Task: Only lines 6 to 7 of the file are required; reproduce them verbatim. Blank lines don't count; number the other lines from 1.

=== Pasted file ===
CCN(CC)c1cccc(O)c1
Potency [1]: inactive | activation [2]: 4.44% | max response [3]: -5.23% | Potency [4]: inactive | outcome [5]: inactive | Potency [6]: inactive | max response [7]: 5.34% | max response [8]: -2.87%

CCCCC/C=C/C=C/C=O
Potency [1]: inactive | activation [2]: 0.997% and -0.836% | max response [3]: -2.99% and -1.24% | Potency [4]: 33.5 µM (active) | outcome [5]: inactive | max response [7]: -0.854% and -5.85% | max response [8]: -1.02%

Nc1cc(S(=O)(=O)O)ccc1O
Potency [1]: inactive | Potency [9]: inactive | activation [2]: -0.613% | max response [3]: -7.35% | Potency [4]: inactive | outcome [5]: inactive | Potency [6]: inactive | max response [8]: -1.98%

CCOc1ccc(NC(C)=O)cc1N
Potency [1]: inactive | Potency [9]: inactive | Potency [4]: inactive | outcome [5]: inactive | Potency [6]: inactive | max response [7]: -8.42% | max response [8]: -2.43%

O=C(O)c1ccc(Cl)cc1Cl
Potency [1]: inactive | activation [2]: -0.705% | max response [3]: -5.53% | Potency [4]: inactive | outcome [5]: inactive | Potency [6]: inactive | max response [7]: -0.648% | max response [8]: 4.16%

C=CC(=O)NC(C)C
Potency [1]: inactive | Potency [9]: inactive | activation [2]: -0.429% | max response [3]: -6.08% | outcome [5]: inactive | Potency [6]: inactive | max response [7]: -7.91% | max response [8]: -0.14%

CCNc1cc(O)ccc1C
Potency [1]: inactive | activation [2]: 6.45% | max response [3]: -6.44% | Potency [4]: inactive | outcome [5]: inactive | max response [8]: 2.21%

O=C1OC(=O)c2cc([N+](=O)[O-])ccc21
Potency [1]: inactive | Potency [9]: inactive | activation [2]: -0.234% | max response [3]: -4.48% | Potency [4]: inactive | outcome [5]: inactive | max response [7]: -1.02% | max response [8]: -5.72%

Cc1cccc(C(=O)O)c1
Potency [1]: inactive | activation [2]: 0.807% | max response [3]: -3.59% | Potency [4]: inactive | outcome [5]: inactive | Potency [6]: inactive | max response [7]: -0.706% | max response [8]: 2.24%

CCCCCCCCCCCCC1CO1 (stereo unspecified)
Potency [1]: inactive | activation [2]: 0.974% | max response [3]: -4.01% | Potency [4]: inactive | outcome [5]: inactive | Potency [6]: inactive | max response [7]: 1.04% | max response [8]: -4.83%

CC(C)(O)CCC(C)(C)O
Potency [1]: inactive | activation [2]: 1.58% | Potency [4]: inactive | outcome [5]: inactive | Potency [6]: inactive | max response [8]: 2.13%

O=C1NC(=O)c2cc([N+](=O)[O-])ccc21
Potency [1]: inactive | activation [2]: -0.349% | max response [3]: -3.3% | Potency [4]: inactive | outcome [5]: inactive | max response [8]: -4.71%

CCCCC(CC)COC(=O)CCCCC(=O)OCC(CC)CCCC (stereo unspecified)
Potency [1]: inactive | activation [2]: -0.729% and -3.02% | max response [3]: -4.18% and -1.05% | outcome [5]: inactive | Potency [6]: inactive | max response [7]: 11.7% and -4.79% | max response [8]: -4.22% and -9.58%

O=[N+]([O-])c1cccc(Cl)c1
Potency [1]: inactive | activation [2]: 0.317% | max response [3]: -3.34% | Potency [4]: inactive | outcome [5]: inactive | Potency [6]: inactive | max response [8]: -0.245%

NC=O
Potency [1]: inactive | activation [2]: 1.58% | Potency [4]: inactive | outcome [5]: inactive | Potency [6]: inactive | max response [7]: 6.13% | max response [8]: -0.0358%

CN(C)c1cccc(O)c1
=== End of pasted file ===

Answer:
Potency [1]: inactive | Potency [9]: inactive | activation [2]: -0.613% | max response [3]: -7.35% | Potency [4]: inactive | outcome [5]: inactive | Potency [6]: inactive | max response [8]: -1.98%

CCOc1ccc(NC(C)=O)cc1N